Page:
the cover of the book Arbitrary Lines by M. Nolan Gray

Book Review: Arbitrary Lines: How Zoning Broke the American City and How to Fix It by M. Nolan Gray

What is zoning, why you should care—and why we should abolish it!

"[Z]oning is not a good institution gone bad. Its purpose is not to address traditional externalities or coordinate growth with infrastructure, as suggested by zoning defenders and envisioned in the sanitized SimCity version of city planning. On the contrary, zoning is a mechanism of exclusion designed to inflate property values, slow the pace of new development, segregate cities by race and class, and enshrine the detached single-family house as the exclusive urban ideal—always has been. " - Arbitrary Lines, p30

astronaut pointing a gun at another astronaut's head while both look back at earth; the second astronaut is saying 'wait, zoning is exclusionary?' and the one with the gun says, 'always has been'

Arbitrary Lines: A book about zoning?

Arbitrary Lines: How Zoning Broke the American City and How to Fix It by M. Nolan Gray explains what zoning is, how zoning laws came to be, why we should care about them, and why, ultimately, we ought to abolish zoning entirely—plus, what we can do to reform these laws in the meantime. It's a practical book at heart. A full third is dedicated to explaining how we could manage land use and growth in a way that respects the complex nature of human cities and the uncertainty inherent in complex systems—a way that, unlike most zoning laws, doesn't assume we have the wisdom and foresight to control everything perfectly in a top-down fashion.

"Even if we could eliminate the bad incentives and special interests that will inevitably distort zoning, the real world is just too complicated for this ideal of planned efficiency." Arbitrary Lines, p142

I was excited to read this book. You might think it's weird for someone to be excited about a book on zoning, which you might suspect to be a dull, dry, dreary topic… but you're reading a review about a book on zoning, so who's weird now? My excitement was not misplaced! Arbitrary Lines is packed with well-researched information. It felt like a fast read; despite the potential dryness of the topic, I never felt like I was slogging.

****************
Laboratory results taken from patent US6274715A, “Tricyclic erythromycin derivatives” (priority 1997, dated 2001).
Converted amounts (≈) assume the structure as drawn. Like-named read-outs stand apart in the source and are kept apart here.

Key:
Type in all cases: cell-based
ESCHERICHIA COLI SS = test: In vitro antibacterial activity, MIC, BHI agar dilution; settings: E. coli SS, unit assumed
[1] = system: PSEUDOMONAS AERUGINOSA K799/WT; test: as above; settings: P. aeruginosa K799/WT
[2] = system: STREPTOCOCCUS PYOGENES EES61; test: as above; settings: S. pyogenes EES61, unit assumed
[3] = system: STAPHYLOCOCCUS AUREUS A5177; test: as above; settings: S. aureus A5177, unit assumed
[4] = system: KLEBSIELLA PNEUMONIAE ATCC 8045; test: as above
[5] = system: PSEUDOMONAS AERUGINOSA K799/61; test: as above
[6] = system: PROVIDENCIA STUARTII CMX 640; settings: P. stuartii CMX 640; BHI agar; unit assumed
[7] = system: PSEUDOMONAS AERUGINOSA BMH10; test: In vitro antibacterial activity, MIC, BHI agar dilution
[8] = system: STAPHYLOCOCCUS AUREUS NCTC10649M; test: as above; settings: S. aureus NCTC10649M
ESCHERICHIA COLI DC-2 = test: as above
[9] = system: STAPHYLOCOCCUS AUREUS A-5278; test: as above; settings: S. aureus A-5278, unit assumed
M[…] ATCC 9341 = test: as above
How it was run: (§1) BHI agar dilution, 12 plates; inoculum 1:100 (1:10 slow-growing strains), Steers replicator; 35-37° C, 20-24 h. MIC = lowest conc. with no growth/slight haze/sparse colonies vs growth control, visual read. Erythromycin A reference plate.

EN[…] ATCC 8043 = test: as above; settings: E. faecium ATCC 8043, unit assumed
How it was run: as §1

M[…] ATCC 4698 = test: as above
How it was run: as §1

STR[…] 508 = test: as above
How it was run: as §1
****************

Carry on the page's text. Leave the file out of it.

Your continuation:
I've been on a localism, architecture, and urbanism reading binge lately—books such as A Timeless Way Of Building by Christopher Alexander, Transportation for Strong Towns by Chuck Marohn, Wendell Berry's The Unsettling of America... This book fit right into my reading list. I was curious about zoning's history and how it fits into the broader picture of increasing localism and building strong towns. I had the sense it was important … but hadn't realized how important.

What is zoning?

"At a basic level, zoning is how government regulates land uses and densities on private land in most US cities and suburbs." - Arbitrary Lines, p34

As Gray elaborates, use is the things you can do on a property: can you have residential buildings? Can you have commercial or industrial uses, or an unusual uses such as a hospital complex? How intense can that use be—e.g., multifamily apartments, or only detached single-family homes? Most cities today have flat zoning and strict use segregation, which means you can only build what is explicitly permitted in that use district.

Density covers the size and shape of allowed buildings: how big, how many, and what kind of space you have to put around them.

Zoning laws also cover how you can get exceptions to the regulations.

Zoning is how you get the typical city layout, as shown in this fairly typical zoning map:

City of Post Falls zoning map: red is commerical; yellow is residential.

As Gray writes,

"Generally speaking, the typical city is zoned to restrict offices and storefronts downtown, a mix of commercial and industrial along key corridors, and low-density residential everywhere else."

Most of the zoning map is low density residential neighborhoods, with just a sprinkle of mixed use zoning and just a dash of affordable housing such as apartments—usually in places where they can be used to separate the low density residential from the industrial and commercial.

(Read: Recovering Beauty in Modern Life)

Why should you care about zoning?

Because zoning doesn't work.